Cardiology Department

Contact Names/Numbers/Email Addresses

The Cardiac Diagnostic Department can be contacted on the following numbers:
Cardio receiption (BPM, holters and EST) tel(01) 414 3440
Echos / pacemaker checks te(01) 414 3059
Angio office tel(01) 414 3051
CRYPT Unit tel(01) 414 3058
Fax(01) 414 3052

How to make an appointment
Appointments / Bookings / Results for:
ECG, Exercise ECG, Holter Monitor, Blood Pressure Monitor, Event Monitor - tel: (01) 414 3439 / 3440

Enquiries / Bookings for:
Transthoracic, Transoesophageal, Dobutamine and Contrast Echocardiography - tel: (01) 414 3059

Description of Department/Service

The Cardiac Diagnostic Department is located on the ground floor of the Hospital, to the right of the main Hospital entrance hall.

Four Consultant Cardiologists and their medical teams, a Chief II Cardiac Technician, a Chief I Cardiac Technician, 12 Cardiac Technicians, a Healthcare Assistant and a Porter staff the Cardiac Diagnostic Department.

Dr David Moore is the Department's Medical Director, while Ms Ann Simpson is Chief II Cardiac Technician.

Diagnostic Procedures

The Cardiac Diagnostic Department is located on the ground floor of the Hospital, to the right of the main Hospital entrance hall.

Four Consultant Cardiologists and their medical teams, a Chief II Cardiac Technician, a Chief I Cardiac Technician, 12 Cardiac Technicians, a Healthcare Assistant and a Porter staff the Cardiac Diagnostic Department.

Dr David Moore is the Department's Medical Director, while Ms Ann Simpson is Chief II Cardiac Technician.

Lipid Management Service

Who are we?

The service is run by Professor Vincent Maher, Consultant Cardiologist and Lipidologist and Clinical Nurse Manager Ruth Agar

What do we do?

The Lipid Management Service aims to provide a specialist service for people with high cholesterol or cholesterol disorders that are genetic in nature (occurs in families), or in whom treatment is challenging.

We will update this site regularly with information that we hope you will find useful.

Why is this important?

  • High cholesterol levels increase one’s life time risk of heart disease and stroke.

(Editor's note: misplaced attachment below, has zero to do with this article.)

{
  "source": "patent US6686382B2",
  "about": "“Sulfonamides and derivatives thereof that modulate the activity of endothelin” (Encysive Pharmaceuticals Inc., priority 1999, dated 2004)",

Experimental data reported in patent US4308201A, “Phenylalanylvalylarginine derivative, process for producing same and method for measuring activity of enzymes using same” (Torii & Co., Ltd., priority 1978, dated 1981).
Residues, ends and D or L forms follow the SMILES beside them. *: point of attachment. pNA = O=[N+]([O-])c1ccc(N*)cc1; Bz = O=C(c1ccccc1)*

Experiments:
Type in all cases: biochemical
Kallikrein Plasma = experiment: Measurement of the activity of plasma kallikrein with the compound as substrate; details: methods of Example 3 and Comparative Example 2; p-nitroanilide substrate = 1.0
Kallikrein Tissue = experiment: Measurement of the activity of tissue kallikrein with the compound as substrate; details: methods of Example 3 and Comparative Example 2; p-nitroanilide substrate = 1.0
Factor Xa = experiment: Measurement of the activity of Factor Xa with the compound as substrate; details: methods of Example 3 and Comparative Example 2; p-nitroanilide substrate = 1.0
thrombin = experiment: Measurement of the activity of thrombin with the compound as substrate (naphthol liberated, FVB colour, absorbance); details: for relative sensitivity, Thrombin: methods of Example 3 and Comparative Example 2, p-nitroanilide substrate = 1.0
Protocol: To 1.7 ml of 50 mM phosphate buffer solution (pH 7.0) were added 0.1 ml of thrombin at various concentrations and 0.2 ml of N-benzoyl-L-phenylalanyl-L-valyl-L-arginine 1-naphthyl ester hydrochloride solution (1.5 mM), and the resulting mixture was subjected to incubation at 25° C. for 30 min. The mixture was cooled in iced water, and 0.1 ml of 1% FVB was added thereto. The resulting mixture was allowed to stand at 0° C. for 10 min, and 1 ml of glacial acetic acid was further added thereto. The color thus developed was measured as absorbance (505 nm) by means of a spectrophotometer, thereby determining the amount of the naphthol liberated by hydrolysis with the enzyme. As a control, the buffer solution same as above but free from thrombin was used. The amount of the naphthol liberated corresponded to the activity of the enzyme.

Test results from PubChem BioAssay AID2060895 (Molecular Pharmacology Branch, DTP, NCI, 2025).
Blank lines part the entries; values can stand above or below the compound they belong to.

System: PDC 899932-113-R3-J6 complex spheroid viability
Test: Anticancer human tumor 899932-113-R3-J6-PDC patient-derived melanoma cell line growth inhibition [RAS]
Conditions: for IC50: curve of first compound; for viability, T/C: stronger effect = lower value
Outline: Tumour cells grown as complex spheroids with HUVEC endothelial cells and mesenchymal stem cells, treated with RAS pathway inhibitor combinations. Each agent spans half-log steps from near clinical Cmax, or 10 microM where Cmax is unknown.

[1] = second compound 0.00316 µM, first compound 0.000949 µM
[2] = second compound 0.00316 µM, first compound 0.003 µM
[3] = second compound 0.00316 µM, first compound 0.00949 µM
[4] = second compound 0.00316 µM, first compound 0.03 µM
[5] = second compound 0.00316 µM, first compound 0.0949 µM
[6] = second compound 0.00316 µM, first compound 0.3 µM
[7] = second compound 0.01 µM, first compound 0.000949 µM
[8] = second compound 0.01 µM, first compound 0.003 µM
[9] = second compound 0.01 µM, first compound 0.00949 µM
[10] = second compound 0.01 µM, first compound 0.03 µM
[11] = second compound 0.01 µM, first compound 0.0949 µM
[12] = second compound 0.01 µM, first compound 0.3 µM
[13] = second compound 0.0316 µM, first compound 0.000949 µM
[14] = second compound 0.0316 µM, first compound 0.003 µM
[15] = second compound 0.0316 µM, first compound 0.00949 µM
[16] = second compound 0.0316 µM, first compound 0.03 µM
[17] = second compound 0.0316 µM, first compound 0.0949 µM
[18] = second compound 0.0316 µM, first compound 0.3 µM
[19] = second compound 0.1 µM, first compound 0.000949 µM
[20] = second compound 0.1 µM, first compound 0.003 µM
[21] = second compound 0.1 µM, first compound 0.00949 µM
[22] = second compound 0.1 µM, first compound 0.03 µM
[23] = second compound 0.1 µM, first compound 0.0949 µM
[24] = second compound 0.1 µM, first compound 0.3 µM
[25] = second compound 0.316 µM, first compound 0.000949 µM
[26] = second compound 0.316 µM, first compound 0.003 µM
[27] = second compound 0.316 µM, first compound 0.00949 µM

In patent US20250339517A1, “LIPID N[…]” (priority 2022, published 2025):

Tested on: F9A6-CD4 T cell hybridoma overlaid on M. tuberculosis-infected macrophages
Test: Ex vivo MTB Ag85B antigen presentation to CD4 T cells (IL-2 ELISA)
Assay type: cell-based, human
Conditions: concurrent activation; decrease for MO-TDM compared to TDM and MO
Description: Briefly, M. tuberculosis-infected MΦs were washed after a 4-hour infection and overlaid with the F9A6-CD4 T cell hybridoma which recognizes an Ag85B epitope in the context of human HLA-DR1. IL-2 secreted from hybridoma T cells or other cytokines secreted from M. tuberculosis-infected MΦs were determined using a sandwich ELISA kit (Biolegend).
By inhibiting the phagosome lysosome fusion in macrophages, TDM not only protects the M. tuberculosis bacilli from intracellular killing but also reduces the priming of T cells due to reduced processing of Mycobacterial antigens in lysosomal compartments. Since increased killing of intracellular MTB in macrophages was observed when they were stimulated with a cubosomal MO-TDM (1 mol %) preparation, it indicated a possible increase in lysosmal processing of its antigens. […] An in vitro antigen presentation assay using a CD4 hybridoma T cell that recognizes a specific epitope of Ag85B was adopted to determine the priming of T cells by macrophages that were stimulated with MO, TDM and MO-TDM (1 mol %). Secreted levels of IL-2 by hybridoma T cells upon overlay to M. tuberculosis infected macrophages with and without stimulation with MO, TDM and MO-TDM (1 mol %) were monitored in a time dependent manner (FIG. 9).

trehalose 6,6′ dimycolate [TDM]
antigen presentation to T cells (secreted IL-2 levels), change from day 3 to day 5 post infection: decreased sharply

• There are no official studies that encompass the whole Irish population regarding the occurrence of cholesterol related disorders. Based on figures from an English population, which is not dissimilar to ours, it is estimated that one in 12 Irish people have markedly high cholesterol levels.
  • In addition, it is estimated that one in 9 people have insufficient HDL cholesterol levels, which normally protect against heart disease.
  • Genetic disorders of “bad” cholesterol (LDL) occur in approximately one in 200 people. This means that roughly 24,000 Irish people with these disorders are at very high risk of developing premature heart disease if untreated.
  • Approximately 80% of individuals are unaware of their cholesterol problems and many are only diagnosed after a heart attack or stroke.
  • In those with high cholesterol, or insufficient HDL cholesterol, who also have diabetes, obesity, high blood pressure or are smokers, the risk of heart disease is very high.
  • Even for individuals with known high cholesterol, challenges may exist due to poor treatment response rates, drug intolerances and co-existing disorders which hamper treatment.
  • Ireland lacks accurate information on the extent of its cholesterol related problems. There is no national screening strategy or dedicated resources in hospitals, primary care or the community to diagnose and treat cholesterol-related disorders effectively so as to reduce cardiovascular risk.

What should be done?

Firstly, we need to define the extent of cholesterol related problems in Ireland.

A carefully planned national research study needs to be performed to establish the extent of cholesterol-related disorders in Ireland, as has been done in England.

We also need to establish the level of current cholesterol services in Ireland. A national service audit is currently underway.